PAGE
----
Knowledge-grounded dialog systems need to incorporate smooth transitions among knowledge selected for generating responses, to ensure that dialog flows naturally. For document-grounded dialog systems, the inter- and intra-document knowledge relations can be used to model such conversational flows. We develop a novel Multi-Document Co-Referential Graph (Coref-MDG) to effectively capture the inter-document relationships based on commonsense and similarity and the intra-document co-referential structures of knowledge segments within the grounding documents. We propose CorefDiffs, a Co-referential and Differential flow management method, to linearize the static Coref-MDG into conversational sequence logic. CorefDiffs performs knowledge selection by accounting for contextual graph structures and the knowledge difference sequences. CorefDiffs significantly outperforms the state-of-the-art by 9.5\%, 7.4\%, and 8.2\% on three public benchmarks. This demonstrates that the effective modeling of co-reference and knowledge difference for dialog flows are critical for transitions in document-grounded conversation
Beyond current conversational chatbots or task-oriented dialogue systems that have attracted increasing attention, we move forward to develop a dialogue system for automatic medical diagnosis that converses with patients to collect additional symptoms beyond their self-reports and automatically makes a diagnosis. Besides the challenges for conversational dialogue systems (e.g. topic transition coherency and question understanding), automatic medical diagnosis further poses more critical requirements for the dialogue rationality in the context of medical knowledge and symptom-disease relations. Existing dialogue systems (Madotto, Wu, and Fung 2018; Wei et al. 2018; Li et al. 2017) mostly rely on data-driven learning and cannot be able to encode extra expert knowledge graph. In this work, we propose an End-to-End Knowledge-routed Relational Dialogue System (KR-DS) that seamlessly incorporates rich medical knowledge graph into the topic transition in dialogue management, and makes it cooperative with natural language understanding and natural language generation. A novel Knowledge-routed Deep Q-network (KR-DQN) is introduced to manage topic transitions, which integrates a relational refinement branch for encoding relations among different symptoms and symptom-disease pairs, and a knowledge-routed graph branch for topic decision-making. Extensive experiments on a public medical dialogue dataset show our KR-DS significantly beats state-of-the-art methods (by more than 8% in diagnosis accuracy). We further show the superiority of our KR-DS on a newly collected medical dialogue system dataset, which is more challenging retaining original self-reports and conversational data between patients and doctors.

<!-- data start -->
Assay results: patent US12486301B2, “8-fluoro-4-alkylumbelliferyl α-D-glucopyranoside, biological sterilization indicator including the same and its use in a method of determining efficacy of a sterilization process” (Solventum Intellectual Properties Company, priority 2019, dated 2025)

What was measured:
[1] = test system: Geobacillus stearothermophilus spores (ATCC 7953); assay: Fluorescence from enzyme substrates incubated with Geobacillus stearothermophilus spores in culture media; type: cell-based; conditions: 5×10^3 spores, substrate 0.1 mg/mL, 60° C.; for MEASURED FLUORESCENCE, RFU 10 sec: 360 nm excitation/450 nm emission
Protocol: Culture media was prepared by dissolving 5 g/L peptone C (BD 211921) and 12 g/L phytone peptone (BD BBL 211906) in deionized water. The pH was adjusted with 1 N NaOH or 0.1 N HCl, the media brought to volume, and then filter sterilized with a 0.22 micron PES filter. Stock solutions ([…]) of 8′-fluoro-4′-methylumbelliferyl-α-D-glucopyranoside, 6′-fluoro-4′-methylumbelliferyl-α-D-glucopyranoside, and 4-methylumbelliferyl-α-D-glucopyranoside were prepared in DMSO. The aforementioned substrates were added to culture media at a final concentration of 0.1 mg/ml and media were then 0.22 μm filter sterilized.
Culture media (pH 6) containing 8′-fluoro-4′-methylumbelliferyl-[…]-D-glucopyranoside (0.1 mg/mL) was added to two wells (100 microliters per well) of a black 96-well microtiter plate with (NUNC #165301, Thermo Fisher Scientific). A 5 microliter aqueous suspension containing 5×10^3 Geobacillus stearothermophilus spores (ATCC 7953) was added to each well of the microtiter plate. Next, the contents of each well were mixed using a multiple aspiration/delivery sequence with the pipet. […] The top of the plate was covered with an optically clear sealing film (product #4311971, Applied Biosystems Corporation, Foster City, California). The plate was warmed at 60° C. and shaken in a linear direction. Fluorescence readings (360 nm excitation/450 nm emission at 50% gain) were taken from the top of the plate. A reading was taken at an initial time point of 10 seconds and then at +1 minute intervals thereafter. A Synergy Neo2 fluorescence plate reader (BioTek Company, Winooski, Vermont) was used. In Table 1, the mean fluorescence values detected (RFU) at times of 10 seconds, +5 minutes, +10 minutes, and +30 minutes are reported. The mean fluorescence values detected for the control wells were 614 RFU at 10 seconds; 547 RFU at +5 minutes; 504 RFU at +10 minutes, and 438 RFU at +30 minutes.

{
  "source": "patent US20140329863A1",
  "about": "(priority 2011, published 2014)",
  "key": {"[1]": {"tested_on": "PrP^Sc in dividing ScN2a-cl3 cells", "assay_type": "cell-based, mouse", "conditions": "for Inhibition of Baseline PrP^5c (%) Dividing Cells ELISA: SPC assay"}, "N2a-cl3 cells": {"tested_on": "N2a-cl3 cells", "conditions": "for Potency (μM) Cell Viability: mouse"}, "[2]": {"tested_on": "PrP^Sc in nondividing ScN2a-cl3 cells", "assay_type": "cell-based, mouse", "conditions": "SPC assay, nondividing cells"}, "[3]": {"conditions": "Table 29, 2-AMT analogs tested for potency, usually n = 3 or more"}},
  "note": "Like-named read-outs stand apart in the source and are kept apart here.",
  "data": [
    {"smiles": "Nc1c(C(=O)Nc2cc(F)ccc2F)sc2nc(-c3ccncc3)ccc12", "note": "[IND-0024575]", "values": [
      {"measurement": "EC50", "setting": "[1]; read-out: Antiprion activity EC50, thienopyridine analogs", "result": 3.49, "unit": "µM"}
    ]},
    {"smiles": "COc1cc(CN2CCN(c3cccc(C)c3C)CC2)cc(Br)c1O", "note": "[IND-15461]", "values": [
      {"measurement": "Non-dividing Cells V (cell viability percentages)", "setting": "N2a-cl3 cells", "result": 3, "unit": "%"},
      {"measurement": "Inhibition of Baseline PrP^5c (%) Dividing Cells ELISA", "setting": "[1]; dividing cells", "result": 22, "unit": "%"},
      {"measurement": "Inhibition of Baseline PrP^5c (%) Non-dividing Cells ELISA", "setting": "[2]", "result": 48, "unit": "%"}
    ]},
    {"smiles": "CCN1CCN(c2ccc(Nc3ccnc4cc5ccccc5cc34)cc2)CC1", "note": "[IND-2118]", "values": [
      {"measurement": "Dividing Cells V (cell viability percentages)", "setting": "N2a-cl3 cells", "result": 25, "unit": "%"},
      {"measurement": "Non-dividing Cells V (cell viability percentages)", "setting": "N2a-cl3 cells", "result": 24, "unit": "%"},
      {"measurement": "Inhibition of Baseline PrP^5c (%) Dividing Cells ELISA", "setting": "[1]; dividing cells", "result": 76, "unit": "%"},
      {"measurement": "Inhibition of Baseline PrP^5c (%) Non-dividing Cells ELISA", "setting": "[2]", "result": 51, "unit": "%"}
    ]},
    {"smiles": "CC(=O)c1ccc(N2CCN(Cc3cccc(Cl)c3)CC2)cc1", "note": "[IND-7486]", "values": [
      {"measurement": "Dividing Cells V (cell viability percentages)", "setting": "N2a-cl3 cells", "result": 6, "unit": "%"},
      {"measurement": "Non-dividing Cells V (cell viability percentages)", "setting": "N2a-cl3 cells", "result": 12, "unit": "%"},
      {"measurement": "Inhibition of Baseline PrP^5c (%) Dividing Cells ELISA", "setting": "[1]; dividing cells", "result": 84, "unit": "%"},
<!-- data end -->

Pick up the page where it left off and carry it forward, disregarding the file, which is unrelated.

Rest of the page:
Beyond the existing single-person and multiple-person human parsing tasks in static images, this paper makes the first attempt to investigate a more realistic video instance-level human parsing that simultaneously segments out each person instance and parses each instance into more fine-grained parts (e.g., head, leg, dress). We introduce a novel Adaptive Temporal Encoding Network (ATEN) that alternatively performs temporal encoding among key frames and flow-guided feature propagation from other consecutive frames between two key frames. Specifically, ATEN first incorporates a Parsing-RCNN to produce the instance-level parsing result for each key frame, which integrates both the global human parsing and instance-level human segmentation into a unified model. To balance between accuracy and efficiency, the flow-guided feature propagation is used to directly parse consecutive frames according to their identified temporal consistency with key frames. On the other hand, ATEN leverages the convolution gated recurrent units (convGRU) to exploit temporal changes over a series of key frames, which are further used to facilitate the frame-level instance-level parsing. By alternatively performing direct feature propagation between consistent frames and temporal encoding network among key frames, our ATEN achieves a good balance between frame-level accuracy and time efficiency, which is a common crucial problem in video object segmentation research. To demonstrate the superiority of our ATEN, extensive experiments are conducted on the most popular video segmentation benchmark (DAVIS) and a newly collected Video Instance-level Parsing (VIP) dataset, which is the first video instance-level human parsing dataset comprised of 404 sequences and over 20k frames with instance-level and pixel-wise annotations.